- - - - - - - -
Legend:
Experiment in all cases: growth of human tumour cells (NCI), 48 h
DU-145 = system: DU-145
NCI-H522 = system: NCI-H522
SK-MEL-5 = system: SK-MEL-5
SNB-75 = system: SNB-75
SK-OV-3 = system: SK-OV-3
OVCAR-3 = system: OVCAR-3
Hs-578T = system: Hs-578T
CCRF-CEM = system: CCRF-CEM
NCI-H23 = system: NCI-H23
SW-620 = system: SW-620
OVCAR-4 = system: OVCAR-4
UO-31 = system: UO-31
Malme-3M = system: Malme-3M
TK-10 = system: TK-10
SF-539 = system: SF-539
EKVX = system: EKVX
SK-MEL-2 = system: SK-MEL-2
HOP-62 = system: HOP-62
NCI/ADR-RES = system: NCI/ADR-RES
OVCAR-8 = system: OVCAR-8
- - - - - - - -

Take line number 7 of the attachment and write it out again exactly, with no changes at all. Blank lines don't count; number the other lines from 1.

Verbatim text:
SK-OV-3 = system: SK-OV-3